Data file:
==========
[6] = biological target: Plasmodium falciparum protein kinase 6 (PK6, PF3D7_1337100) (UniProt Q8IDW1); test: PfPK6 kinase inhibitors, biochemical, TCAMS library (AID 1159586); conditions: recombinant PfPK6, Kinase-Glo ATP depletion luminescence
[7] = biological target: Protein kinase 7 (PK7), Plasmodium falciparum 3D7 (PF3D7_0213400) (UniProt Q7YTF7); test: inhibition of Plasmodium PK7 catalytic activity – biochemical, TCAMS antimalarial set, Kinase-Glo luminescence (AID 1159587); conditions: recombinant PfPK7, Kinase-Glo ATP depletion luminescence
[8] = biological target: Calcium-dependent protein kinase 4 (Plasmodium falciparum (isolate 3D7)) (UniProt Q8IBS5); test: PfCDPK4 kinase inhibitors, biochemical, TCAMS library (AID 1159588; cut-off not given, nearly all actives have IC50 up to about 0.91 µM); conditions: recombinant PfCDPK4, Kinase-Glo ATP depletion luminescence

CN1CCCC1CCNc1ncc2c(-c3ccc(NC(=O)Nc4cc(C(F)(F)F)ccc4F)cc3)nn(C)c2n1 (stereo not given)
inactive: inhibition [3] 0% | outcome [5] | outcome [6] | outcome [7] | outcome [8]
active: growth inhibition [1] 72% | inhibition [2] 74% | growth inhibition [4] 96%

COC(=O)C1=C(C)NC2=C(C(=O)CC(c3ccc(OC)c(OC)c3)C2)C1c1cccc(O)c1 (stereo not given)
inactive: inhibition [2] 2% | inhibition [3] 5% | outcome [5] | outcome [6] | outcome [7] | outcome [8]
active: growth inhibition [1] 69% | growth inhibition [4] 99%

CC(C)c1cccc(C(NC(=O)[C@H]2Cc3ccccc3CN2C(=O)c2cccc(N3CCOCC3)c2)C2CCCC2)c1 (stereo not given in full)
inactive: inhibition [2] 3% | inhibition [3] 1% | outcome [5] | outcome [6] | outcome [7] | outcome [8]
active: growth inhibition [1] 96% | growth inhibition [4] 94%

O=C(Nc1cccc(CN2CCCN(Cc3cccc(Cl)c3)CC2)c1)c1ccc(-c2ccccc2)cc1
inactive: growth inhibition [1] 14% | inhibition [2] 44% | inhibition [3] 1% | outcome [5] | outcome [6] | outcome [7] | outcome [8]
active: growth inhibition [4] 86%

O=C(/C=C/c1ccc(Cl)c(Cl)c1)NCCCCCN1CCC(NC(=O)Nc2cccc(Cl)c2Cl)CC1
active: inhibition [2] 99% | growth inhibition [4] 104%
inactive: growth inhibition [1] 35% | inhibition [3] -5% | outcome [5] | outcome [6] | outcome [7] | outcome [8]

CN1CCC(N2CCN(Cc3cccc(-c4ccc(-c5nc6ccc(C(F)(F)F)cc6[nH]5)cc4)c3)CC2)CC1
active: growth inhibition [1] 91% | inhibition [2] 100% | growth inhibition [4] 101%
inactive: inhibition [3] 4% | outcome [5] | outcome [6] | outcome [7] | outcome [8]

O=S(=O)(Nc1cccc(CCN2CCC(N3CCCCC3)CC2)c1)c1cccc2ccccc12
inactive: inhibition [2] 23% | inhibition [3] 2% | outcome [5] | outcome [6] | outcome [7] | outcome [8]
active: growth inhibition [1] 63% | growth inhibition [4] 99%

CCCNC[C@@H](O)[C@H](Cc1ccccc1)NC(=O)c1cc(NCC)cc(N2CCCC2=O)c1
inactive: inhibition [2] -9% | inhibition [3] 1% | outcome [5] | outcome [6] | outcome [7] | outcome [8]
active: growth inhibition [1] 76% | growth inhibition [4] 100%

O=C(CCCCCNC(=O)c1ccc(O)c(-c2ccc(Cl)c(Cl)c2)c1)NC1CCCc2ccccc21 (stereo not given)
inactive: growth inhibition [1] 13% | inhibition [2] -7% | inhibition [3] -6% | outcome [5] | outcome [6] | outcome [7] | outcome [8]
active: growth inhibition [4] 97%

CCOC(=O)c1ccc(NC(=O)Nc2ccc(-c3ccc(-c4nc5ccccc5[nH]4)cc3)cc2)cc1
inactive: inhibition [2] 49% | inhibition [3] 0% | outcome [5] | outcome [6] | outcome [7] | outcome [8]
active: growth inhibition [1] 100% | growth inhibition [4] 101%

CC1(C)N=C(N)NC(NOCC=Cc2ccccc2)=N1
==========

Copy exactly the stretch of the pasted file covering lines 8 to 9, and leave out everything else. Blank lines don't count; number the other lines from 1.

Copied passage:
inactive: inhibition [2] 2% | inhibition [3] 5% | outcome [5] | outcome [6] | outcome [7] | outcome [8]
active: growth inhibition [1] 69% | growth inhibition [4] 99%